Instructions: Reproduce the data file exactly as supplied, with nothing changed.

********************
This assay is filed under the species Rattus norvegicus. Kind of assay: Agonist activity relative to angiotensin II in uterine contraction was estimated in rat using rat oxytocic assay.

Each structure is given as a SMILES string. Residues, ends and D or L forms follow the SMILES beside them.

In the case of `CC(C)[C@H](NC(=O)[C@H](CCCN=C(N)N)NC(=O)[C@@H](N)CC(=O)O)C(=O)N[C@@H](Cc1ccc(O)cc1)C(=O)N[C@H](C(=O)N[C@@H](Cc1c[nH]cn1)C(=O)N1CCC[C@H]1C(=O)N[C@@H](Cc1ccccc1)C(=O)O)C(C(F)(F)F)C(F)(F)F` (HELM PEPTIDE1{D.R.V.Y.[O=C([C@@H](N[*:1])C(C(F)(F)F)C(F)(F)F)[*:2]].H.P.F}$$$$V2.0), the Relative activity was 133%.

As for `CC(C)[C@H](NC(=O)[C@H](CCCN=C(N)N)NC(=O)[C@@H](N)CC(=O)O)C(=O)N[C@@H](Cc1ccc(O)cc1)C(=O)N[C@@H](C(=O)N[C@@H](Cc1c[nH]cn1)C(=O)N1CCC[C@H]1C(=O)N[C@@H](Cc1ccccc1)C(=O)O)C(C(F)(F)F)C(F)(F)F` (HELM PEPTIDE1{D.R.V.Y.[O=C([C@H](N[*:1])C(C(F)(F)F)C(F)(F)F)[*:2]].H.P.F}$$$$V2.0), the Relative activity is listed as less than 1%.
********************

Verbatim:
This assay is filed under the species Rattus norvegicus. Kind of assay: Agonist activity relative to angiotensin II in uterine contraction was estimated in rat using rat oxytocic assay.

Each structure is given as a SMILES string. Residues, ends and D or L forms follow the SMILES beside them.

In the case of `CC(C)[C@H](NC(=O)[C@H](CCCN=C(N)N)NC(=O)[C@@H](N)CC(=O)O)C(=O)N[C@@H](Cc1ccc(O)cc1)C(=O)N[C@H](C(=O)N[C@@H](Cc1c[nH]cn1)C(=O)N1CCC[C@H]1C(=O)N[C@@H](Cc1ccccc1)C(=O)O)C(C(F)(F)F)C(F)(F)F` (HELM PEPTIDE1{D.R.V.Y.[O=C([C@@H](N[*:1])C(C(F)(F)F)C(F)(F)F)[*:2]].H.P.F}$$$$V2.0), the Relative activity was 133%.

As for `CC(C)[C@H](NC(=O)[C@H](CCCN=C(N)N)NC(=O)[C@@H](N)CC(=O)O)C(=O)N[C@@H](Cc1ccc(O)cc1)C(=O)N[C@@H](C(=O)N[C@@H](Cc1c[nH]cn1)C(=O)N1CCC[C@H]1C(=O)N[C@@H](Cc1ccccc1)C(=O)O)C(C(F)(F)F)C(F)(F)F` (HELM PEPTIDE1{D.R.V.Y.[O=C([C@H](N[*:1])C(C(F)(F)F)C(F)(F)F)[*:2]].H.P.F}$$$$V2.0), the Relative activity is listed as less than 1%.